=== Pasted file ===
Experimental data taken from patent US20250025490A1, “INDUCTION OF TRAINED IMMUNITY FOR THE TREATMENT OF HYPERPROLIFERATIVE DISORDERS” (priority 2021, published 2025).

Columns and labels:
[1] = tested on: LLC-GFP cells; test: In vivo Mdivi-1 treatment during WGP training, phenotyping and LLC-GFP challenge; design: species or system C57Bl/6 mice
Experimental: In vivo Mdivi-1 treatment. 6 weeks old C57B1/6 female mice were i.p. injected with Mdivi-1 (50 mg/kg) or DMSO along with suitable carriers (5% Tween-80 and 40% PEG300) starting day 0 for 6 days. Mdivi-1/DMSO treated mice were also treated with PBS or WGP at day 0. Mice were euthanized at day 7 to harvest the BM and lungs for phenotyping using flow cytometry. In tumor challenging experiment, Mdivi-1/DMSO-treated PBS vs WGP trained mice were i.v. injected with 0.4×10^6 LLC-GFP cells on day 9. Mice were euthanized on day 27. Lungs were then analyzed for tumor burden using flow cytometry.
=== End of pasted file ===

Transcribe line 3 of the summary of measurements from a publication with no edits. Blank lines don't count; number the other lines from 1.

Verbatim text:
[1] = tested on: LLC-GFP cells; test: In vivo Mdivi-1 treatment during WGP training, phenotyping and LLC-GFP challenge; design: species or system C57Bl/6 mice